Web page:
1901 Boston Time Capsule Provides A Lesson In Curating History Audie Cornish talks to Brian LeMay, president of the Bostonian Society, about opening a 113-year-old time capsule that was found inside a wooden lion sculpture atop the historic state house.
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1901 Boston Time Capsule Provides A Lesson In Curating History

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1901 Boston Time Capsule Provides A Lesson In Curating History

1901 Boston Time Capsule Provides A Lesson In Curating History

1901 Boston Time Capsule Provides A Lesson In Curating History

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Audie Cornish talks to Brian LeMay, president of the Bostonian Society, about opening a 113-year-old time capsule that was found inside a wooden lion sculpture atop the historic state house.

AUDIE CORNISH, HOST:

A hundred and thirteen years ago citizens of the city of Boston put together a time capsule. The governor was involved, the mayor was involved, the local paper. They loaded it up with letters, news articles and photographs, it was a big deal. They hid it in a copper box and hid the box in the statue of a lion on top of the old Massachusetts state house. Then it was forgotten. Fast forward a century and no one knew the time capsule was still there. Until a descendent of the copper smith who sealed it up found a letter mentioning it. It turned out a Boston Globe story from 1901 detailed its contents, noting they should, quote, "prove interesting when the box is opened many years hence." The president of the Bostonian Society Brian LeMay says they brought down the statue and went into the lion's head and found at least one surprise.

BRIAN LEMAY: When we opened the lid on the time capsule the thing that was most apparent was a mysterious red volume and that was something that was not included in the list of the contents from the old newspaper article that we'd unearthed.

CORNISH: This red volume, meaning this is a book you haven't opened up yet.

LEMAY: It's a - well, we just opened it up and looked at the spine, and for some reason 113 years ago they inserted the - let's see - "Papers Relating to the Foreign Relations of the United States," 1896. Evidently it's part of a series that's issued by the Government Printing Office. And the thing that I find most intriguing is a letter to posterity that's sealed in an envelope. We still haven't seen it yet - written by journalists here in Boston at the time who evidently gave some thought to what would be significant and of interest to people hundreds of years from that day.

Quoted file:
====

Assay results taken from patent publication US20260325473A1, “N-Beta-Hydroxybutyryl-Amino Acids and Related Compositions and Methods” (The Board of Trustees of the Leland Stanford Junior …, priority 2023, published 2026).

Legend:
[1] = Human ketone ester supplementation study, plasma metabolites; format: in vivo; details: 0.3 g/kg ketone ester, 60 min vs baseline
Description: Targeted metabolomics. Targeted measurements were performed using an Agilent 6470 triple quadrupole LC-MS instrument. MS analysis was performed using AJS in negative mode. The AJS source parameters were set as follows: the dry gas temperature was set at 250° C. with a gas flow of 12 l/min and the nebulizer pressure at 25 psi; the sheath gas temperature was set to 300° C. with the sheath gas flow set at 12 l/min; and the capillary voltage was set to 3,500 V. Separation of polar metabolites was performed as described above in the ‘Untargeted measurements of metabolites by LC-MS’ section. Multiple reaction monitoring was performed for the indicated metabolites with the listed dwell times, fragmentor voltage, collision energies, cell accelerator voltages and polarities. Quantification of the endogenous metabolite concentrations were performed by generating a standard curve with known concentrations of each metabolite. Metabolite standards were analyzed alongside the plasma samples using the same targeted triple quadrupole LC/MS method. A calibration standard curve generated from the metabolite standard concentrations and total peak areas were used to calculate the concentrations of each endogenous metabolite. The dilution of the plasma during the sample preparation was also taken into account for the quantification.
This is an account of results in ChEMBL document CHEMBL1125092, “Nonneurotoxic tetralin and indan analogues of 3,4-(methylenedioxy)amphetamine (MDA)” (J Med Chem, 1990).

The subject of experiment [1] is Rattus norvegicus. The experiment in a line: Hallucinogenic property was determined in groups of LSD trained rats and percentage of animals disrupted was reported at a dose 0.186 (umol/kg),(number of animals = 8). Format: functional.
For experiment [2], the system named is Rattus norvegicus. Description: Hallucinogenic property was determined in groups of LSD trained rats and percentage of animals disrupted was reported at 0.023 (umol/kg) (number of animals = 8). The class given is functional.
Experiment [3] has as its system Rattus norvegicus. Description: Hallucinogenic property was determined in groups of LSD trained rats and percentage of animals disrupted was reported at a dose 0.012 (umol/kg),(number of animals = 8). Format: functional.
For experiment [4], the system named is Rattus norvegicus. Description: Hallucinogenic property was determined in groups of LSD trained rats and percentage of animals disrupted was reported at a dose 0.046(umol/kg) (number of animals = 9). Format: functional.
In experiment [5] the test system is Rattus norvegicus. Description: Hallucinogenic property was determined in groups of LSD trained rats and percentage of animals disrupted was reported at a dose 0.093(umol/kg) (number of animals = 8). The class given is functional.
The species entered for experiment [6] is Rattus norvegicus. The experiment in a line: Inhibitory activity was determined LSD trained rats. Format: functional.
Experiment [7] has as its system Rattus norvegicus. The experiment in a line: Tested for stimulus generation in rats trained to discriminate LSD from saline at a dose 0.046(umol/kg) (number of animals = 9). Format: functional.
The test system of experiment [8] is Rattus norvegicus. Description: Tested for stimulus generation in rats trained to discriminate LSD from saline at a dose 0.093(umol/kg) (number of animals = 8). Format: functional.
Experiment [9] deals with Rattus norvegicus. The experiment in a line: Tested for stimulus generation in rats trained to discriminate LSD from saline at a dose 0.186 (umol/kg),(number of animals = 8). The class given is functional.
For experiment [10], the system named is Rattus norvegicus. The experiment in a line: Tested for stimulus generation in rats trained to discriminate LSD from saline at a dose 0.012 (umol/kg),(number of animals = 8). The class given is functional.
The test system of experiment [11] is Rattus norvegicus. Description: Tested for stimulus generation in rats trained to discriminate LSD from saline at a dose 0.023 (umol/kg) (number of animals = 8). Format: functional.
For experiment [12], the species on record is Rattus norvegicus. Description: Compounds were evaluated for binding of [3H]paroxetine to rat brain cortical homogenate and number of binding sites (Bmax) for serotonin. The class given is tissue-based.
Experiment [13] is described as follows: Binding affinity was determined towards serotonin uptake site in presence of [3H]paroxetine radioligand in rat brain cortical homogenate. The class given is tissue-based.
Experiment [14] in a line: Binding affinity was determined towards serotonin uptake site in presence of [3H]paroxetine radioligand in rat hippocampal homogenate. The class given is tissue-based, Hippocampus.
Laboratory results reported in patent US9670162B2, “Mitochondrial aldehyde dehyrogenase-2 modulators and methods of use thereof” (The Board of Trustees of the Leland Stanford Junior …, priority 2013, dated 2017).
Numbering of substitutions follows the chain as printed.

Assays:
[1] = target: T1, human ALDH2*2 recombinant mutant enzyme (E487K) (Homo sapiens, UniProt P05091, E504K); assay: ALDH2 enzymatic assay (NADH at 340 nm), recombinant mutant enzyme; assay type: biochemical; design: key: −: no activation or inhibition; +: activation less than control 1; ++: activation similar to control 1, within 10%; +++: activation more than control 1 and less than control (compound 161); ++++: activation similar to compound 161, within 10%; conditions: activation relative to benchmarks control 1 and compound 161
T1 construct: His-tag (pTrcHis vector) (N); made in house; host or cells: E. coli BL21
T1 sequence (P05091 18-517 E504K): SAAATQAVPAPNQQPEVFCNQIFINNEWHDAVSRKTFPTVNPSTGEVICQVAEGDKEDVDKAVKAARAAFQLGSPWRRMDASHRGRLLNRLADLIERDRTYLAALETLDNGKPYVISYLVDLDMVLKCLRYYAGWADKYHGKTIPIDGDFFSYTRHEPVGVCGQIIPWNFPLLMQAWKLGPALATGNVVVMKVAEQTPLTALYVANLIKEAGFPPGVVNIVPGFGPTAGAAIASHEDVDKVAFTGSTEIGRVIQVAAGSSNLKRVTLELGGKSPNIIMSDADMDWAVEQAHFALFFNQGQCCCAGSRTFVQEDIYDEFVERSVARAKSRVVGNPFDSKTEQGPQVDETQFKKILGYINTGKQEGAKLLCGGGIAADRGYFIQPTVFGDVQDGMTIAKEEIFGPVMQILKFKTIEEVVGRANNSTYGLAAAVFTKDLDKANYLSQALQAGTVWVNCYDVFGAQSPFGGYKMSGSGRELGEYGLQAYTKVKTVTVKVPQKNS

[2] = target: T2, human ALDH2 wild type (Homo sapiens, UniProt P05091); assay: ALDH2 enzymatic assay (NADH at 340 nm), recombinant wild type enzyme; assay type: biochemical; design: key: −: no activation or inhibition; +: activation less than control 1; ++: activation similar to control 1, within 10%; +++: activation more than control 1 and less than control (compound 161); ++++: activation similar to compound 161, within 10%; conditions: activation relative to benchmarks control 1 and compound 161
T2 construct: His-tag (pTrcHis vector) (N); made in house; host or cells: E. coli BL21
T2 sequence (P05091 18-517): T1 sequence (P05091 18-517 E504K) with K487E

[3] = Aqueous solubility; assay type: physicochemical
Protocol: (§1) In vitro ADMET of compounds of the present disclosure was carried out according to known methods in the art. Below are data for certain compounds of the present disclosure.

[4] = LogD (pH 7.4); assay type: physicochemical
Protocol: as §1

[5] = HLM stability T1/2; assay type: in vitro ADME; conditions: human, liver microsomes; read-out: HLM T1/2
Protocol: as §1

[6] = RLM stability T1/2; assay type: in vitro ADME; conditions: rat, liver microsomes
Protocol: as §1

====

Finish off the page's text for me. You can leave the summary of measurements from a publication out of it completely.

CORNISH: It seems as though it's a very formal time capsule. There was (laughter) no kind of regular Joe items. It sounds like this was in the grip of the elites?

LEMAY: You know, we here at the Bostonian Society were inclined to be a bit amused by the whole process. It didn't seem to us that this was the most historically significant thing about the sculpture or about the building that's underneath it, but after we'd ordered another beer we all seemed to agree that this time capsule is in some ways emblematic of the work that we all do as public historian. Trying to figure out what's significance of the time and what's going to be of interest to people in years hence. The striking thing about the contents is how good condition they seem to be. So the stuff inside of it seems to be brand-new. It's as if it was put in there yesterday and has somehow reached us from a century ago in exactly the same condition that it is now.

CORNISH: So after you guys had some more beers, (laughter) did you think about what you thought should be in the next time capsule?

LEMAY: Well, some of the things that we're going to put inside, we know for certain at this point - a metal from the Boston Marathon last year, and of course we are going to include photographs and letters from public officials. How could we not? But also some things that seem to represent the times - some kind of electronic device and a list of the prices that things cost for normal staples today.

CORNISH: Well, Brian LeMay thank you so very much for speaking with us.

LEMAY: Well thank you for having me.

CORNISH: Brian LeMay is president of the Bostonian Society. He says an archivist is carefully going through the time capsule from 1901. So stay tuned, history nerds.

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